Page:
What do the children represent in "The Lottery" by Shirley Jackson?

Expert Answers

An illustration of the letter 'A' in a speech bubbles

The children are probably intended to represent the next generation of citizens who are being taught how to participate in the annual lottery. It is because each new generation of children is taught to participate, and sees their parents and parents' parents participate, that the lottery continues. The whole procedure...

See
This Answer Now

Start your 48-hour free trial to unlock this answer and thousands more. Enjoy eNotes ad-free and cancel anytime.

Get 48 Hours Free Access

The children are probably intended to represent the next generation of citizens who are being taught how to participate in the annual lottery. It is because each new generation of children is taught to participate, and sees their parents and parents' parents participate, that the lottery continues. The whole procedure of drawing and stoning is solemn and serious, although there is no sense to it, and never was. If children were not indoctrinated at the earliest age, the lottery would cease to exist. Little Davy, who is a member of the Hutchinson family, appears to be only about two years old, yet he is being shown how to draw the slip of paper which could contain the black spot that would mean his own death. A group of boys who are a bit older already know the important rules. They are collecting rocks to throw at the person who will be selected. All ages are represented in the story for the purpose of showing that the lottery is an age-old tradition. Davy will be like Old Man Warner someday, if he manages to survive all the annual drawings. By that time, Davy will be thoroughly convinced of the value and necessity of this superstitious event.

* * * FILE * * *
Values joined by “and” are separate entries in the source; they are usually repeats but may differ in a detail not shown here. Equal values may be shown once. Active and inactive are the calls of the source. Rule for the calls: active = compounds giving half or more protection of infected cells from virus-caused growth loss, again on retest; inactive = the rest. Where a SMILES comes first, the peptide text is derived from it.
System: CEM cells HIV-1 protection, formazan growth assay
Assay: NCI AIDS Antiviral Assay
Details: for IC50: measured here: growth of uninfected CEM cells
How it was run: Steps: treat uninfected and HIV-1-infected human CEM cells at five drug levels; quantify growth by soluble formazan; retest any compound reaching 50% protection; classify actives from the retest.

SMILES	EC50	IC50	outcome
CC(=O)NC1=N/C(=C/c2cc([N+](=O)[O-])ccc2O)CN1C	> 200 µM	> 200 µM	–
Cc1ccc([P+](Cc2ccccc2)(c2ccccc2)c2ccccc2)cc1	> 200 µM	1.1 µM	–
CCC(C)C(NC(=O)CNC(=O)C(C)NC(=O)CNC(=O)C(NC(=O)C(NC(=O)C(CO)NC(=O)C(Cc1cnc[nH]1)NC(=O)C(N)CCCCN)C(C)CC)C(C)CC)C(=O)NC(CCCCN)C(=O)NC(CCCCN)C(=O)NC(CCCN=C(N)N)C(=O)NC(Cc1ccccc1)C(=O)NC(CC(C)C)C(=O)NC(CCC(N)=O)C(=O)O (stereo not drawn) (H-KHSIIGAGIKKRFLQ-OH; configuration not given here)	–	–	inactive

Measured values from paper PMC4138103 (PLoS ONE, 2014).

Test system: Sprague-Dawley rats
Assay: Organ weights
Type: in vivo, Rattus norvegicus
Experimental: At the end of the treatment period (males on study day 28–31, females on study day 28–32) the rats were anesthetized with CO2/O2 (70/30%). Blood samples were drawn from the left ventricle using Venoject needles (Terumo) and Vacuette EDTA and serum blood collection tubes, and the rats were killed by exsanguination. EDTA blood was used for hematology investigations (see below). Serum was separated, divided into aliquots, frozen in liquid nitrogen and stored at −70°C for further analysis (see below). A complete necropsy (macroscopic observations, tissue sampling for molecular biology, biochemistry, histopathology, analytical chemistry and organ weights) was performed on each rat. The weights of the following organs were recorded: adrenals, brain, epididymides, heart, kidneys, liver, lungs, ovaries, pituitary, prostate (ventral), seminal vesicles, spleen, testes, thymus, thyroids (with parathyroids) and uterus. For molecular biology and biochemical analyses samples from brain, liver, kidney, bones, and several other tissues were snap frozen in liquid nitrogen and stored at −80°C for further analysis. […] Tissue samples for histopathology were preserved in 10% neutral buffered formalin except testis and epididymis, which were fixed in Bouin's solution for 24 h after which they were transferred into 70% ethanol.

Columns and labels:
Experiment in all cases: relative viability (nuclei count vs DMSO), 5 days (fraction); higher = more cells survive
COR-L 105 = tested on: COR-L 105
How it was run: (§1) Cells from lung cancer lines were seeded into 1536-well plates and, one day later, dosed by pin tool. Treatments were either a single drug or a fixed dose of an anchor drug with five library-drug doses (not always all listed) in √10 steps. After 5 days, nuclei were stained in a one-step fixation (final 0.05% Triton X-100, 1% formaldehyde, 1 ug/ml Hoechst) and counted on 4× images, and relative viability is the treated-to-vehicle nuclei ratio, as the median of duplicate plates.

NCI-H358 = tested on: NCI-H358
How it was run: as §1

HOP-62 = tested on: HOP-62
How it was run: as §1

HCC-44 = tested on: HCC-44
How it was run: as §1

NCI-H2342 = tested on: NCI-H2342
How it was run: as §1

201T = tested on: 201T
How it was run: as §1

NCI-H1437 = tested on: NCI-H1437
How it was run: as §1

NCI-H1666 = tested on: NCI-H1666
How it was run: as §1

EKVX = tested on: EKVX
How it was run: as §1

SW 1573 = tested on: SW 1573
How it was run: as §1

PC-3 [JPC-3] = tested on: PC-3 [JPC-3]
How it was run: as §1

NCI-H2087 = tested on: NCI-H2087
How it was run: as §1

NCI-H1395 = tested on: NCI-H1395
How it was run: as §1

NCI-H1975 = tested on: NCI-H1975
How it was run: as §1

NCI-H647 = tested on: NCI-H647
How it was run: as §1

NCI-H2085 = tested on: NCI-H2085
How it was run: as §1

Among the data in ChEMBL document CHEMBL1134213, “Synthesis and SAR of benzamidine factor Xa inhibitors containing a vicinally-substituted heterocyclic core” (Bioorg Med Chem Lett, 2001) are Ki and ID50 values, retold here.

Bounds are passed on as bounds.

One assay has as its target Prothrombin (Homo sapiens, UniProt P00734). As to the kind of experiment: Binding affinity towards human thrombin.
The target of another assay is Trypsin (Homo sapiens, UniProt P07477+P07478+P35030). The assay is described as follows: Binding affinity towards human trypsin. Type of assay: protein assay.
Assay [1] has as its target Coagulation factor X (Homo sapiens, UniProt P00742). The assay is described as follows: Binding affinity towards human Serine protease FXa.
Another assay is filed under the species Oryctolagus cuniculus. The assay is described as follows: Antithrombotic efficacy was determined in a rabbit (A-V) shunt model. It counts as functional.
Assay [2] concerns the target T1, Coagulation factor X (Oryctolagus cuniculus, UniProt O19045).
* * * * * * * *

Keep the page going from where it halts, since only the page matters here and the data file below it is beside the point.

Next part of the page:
Approved by eNotes Editorial Team